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Gilead expands in cancer with $510m YM BioSciences deal

Lands JAK inhibitor CYT387

Gilead Sciences has developed its emerging oncology pipeline with a $510m offer to buy Canada's YM Biosciences, including lead product CYT387 for haematological cancer myelofibrosis.

The antiviral drugs specialist has agreed to buy YM BioSciences for $2.95 per share in cash and expects the deal to close in the first quarter of 2013.

The main driver for the purchase is CYT387, a Janus kinase (JAK) inhibitor in the same therapeutic class as Incyte Corp and Novartis' fast-growing Jakafi/Jakavi (ruxolitinib), which was approved to treat myelofibrosis in the US last year and looks set to bring in around $300m in its first 12 months on the market.

Like Jakafi, CYT387 inhibits JAK1 and JAK2, enzymes implicated in a number of disorders including "myeloproliferative diseases, inflammatory disorders and certain cancers", according to Gilead.

Data from a 166-patient phase I/II trial of CYT387 was presented at the recently concluded American Society of Hematology (ASH) meeting in Atlanta, and showed that the drug achieved a 37 per cent spleen response rate, while reducing the percentage of patients needing blood transfusions from 44 per cent at enrolment to less than 10 per cent after 40 weeks of treatment.

"This acquisition represents an opportunity to add a complementary clinical programme in the area of haematologic cancers to our growing oncology portfolio," said Gilead's chief scientific officer Norbert Bischofberger.

At the moment Gilead's cancer pipeline consists of phosphoinositide-3 kinase (PI3K) delta inhibitor idelalisib (GS-1101), in phase III trials for chronic lymphocytic leukemia (CLL) and indolent non-Hodgkin's lymphoma (iNHL), as well as simtuzumab, an antibody in phase II with potential in myelofibrosis, colorectal and pancreatic cancer, and certain fibrotic diseases.

"We believe CYT387 could provide important clinical benefit for patients with myelofibrosis, including potential improvements with regard to anaemia and decreased dependence on blood transfusions," he added, noting that Gilead intends to advance the drug into phase III testing "as quickly as possible".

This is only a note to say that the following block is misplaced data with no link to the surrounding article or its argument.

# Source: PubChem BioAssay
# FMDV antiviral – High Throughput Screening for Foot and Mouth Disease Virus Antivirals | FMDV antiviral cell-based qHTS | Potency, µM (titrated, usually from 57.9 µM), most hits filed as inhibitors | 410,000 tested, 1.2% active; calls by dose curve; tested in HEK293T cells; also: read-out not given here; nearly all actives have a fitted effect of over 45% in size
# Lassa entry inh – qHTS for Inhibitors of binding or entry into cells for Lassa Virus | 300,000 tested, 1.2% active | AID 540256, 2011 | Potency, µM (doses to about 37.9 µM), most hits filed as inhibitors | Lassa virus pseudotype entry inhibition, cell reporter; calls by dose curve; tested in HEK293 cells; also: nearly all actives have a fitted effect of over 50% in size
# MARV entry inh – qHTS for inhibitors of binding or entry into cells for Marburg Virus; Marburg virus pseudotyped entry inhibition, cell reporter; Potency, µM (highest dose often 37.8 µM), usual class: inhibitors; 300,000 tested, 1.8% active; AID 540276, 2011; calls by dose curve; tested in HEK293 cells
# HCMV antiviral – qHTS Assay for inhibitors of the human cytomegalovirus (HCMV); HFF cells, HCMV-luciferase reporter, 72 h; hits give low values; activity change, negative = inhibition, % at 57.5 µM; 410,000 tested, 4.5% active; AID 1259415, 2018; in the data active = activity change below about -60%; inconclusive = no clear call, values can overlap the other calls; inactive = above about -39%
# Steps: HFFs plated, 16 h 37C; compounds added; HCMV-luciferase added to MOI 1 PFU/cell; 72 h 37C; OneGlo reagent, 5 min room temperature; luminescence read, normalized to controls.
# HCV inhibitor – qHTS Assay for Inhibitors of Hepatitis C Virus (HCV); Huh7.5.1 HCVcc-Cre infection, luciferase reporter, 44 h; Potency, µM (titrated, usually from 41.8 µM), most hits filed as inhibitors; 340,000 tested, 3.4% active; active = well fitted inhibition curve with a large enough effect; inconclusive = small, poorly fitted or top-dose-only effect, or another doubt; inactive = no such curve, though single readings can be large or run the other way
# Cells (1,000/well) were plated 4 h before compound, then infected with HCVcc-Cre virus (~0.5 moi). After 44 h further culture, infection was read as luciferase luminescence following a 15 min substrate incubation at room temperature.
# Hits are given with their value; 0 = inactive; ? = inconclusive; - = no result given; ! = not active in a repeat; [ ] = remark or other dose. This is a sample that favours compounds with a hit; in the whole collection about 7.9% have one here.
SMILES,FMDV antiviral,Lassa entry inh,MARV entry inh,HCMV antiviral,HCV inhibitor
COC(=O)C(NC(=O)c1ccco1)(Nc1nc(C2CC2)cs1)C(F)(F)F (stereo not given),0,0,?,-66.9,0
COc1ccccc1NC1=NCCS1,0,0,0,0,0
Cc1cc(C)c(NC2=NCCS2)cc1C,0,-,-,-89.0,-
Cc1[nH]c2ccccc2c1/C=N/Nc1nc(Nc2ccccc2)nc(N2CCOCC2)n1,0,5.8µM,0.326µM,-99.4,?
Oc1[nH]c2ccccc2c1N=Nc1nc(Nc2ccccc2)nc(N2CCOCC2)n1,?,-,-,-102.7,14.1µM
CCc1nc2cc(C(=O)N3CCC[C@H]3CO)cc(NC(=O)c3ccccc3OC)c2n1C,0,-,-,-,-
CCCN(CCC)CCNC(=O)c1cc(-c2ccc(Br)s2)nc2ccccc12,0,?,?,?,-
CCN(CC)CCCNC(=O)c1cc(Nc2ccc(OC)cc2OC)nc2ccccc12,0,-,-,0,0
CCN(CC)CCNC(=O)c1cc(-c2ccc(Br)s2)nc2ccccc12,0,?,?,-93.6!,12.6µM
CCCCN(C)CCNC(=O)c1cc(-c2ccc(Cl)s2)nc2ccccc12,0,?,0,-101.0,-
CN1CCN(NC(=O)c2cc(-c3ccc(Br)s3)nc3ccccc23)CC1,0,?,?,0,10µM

Aside from Jakafi, other JAK inhibitors being developed for myelofibrosis include Sanofi's selective JAK2 inhibitor SAR302503 - phase II data for which were presented at ASH - and Cell Therapeutics Inc's pacritinib, which was licensed earlier this year from Singaporean company S*Bio in a $30m deal. 

Both of these are already in phase III testing and also have different profiles, acting as selective JAK2 inhibitors. The significance of this more selective mechanism is yet to be established in the clinic.

Investors barely reacted to the news of the deal, with Gilead's share price inching up fractionally to $76.63. The lack of reaction is attributed by EvaluatePharma's EP Vantage service to the fact that Gilead will be around three years behind Jakafi, while the company's track record outside antivirals is patchy.

"The last time Gilead Sciences experimented outside its core business of anti-infective drugs the outcome was less than spectacular: an expensive push into cardiovascular medicine that has returned little to the California group beyond the angina drug Ranexa," it said.

On the plus side, EP Vantage noted that the ASH data for CYT387 "match or exceed the Incyte agent on anaemia and spleen response", adding that this "should quell some of the doubts about the acquisition".

13th December 2012

From: Research



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